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Immunotherapy: Using the body's defenses.

Have you ever wondered why cancer cells seem to go undetected from the immune systemEM-MUNE SIS-TEM — A network of proteins and cells that work together to stop invaders from taking over the body and causing many problems? After all, it’s your immune system’s job to detect and fight foreign invaders in the body. Before you start pointing fingers, it’s not completely your immune system’s fault. Cancer cells are clever—they know how to trick the immune system into thinking they’re like all the other normal cells. It’s essentially a magic trick where the cancer cells become invisible.

The good news is, every magic trick has a solution; you just have to learn it. In the case of cancer cells, the solution is immunotherapyEM-MUN-O-THAIR-AH-PEE — Anticancer medication that alters the function of immune cells, triggering the immune.

Immunotherapy is a lot like targeted therapyTAR-GET-TED THAIR-AH-PEE — Anticancer medication that attaches to a specific protein receptor and blocks the receptor’s normal function to stop cancer growth, but the immune system is what makes it unique. If the target of the medication is a part of the immune system itself, it’s immunotherapy. Immunotherapy works to alter the immune cells’ function, triggering the immune system to fight a disease.


There are a few categories of immunotherapy, but checkpoint inhibitorsCHECK-POINT IN-HIB-IT-ER — A type of medication with proteins that block the signals that allow cancers to hide from the immune system are the newest and most commonly used for treating many different types of cancer. Checkpoint inhibitors can also be broken down into three types. Doctors refer to them as PD-1 inhibitorsP-D-ONE IN-HIB-IT-ER — A type of checkpoint inhibitor (immunotherapy) that works to override the signal of the PD-L1, unlocking the cell and activating the T cell against the cancer cells, PD-L1 inhibitorsP-D-L-ONE IN-HIB-IT-ER — A type of checkpoint inhibitor (immunotherapy) that works to prevent PD-1 and PD-L1 from connecting, blocking the unwanted “stop signal” sent by the cancer cell, and CTLA-4 inhibitorsC-T-L-A-FOUR IN-HIB-IT-ER — A type of checkpoint inhibitor (immunotherapy) that works to activate the immune system by overriding a false stop signal sent by cancer cells.

Each type works a little differently to remove the cancer cellSEL — One of the most basic components of all living things that together form the entire body and contains many smaller parts that guide its function’s invisibility shield, but once the cancer cell is revealed to the immune system, immune cells can find and kill the cancer cell.

The science behind checkpoint inhibitors is super complex and can be confusing, but here’s the basic idea.

The cancer cells get their magic from specific proteinsPRO-TEEN — A naturally occurring, large, complex substance made up of amino acids that is an essential part of living organisms. When one of the magic proteins (key) interlocks with a particular protein on an immune cell (lock), the cancer cell sends a signal to the immune cell, telling it to stop. When the key fits into the lock, the immune cells won’t respond. The immune cells are locked out and unable to find (and destroy) the cancer.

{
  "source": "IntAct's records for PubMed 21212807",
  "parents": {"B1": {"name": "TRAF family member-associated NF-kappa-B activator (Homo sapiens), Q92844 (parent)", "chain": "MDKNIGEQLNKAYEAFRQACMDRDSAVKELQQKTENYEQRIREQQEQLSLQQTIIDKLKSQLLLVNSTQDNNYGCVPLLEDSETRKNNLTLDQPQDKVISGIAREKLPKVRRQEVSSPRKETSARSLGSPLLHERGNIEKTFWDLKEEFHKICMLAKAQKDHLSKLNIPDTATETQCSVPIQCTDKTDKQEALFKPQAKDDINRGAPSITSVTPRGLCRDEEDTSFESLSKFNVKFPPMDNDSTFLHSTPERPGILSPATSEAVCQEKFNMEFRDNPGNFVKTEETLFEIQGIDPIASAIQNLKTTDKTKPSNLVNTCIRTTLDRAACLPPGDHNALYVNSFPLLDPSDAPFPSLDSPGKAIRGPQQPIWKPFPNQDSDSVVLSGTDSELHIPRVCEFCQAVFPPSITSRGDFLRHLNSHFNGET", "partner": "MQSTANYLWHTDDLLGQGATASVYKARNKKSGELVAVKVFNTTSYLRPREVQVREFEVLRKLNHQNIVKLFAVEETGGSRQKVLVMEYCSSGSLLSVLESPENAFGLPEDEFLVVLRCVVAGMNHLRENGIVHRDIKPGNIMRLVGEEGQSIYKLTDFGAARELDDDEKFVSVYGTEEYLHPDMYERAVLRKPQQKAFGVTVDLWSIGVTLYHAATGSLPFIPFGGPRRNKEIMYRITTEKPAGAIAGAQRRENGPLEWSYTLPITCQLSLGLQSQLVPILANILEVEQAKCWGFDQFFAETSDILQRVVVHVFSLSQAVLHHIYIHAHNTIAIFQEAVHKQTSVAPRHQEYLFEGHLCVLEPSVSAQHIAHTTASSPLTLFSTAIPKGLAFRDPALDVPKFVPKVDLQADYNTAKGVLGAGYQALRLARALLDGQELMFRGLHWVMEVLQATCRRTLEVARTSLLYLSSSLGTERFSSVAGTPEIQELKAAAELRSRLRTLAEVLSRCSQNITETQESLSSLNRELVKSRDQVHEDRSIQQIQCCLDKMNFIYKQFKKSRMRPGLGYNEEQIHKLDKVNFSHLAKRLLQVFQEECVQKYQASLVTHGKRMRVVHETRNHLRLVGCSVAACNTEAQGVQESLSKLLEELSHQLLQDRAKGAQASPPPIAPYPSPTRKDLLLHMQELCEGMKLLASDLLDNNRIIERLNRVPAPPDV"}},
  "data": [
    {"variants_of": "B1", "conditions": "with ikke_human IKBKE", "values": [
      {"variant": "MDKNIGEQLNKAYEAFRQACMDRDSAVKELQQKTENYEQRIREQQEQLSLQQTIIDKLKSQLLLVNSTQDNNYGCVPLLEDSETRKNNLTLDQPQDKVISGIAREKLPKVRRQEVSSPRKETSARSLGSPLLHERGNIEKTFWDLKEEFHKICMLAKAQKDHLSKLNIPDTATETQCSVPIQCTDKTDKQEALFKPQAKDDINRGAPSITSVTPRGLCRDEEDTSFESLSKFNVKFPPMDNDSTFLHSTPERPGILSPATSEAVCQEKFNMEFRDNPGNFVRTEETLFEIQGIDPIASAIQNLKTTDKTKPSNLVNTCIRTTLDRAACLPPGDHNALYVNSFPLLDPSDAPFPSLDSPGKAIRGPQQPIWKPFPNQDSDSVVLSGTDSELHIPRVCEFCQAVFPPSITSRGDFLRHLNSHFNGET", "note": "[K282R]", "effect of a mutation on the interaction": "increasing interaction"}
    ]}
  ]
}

So, to keep the cancer cell “open” to detection by immune cells, checkpoint inhibitors try to interfere with the connection between the two cells. Some checkpoint inhibitors try to prevent the proteins from connecting, while others try to override the lock. Either way, by blocking these proteins, the immune system is woken up and can attack the cancer cells.1


The landscape of cancer treatmentTREET-MINT — Techniques to help eliminate or control a disease continues to change almost every day. Not too long ago, chemotherapyKEY-MOW-THAIR-AH-PEE — Medication used to treat cancer was the only option for many patients. That is until scientists discovered targeted and hormonal therapyHORE-MOAN-OL THAIR-AH-PEE — Anticancer medication used to target estrogen and progesterone receptors. Nowadays, targeted therapy has become the dominant treatment option for many cancer patients. Some even regard it as the “magic bullet” of cancer care.

Building upon targeted therapy’s concepts, immunotherapy has become one of the most significant advances in cancer care to date. Immunotherapy can be used alone or in combination with other immunotherapy medications, targeted therapy, and chemotherapy.

Immunotherapy has significantly changed the lives of patients, improving quality of life while also helping patient to live much longer. Plus, since immunotherapy tends to have fewer side effects, many patients can use it for a long time—many years in fact.

The best news is, this is just the beginning of the story for immunotherapy! The future holds much promise.
  1. La-Beck NM, Jean GW, Huynh C, Alzghari SK, Lowe DB. Immune Checkpoint Inhibitors: New Insights and Current Place in Cancer Therapy. Pharmacotherapy: The Journal of Human Pharmacology and Drug Therapy. 2015;35(10):963-976.
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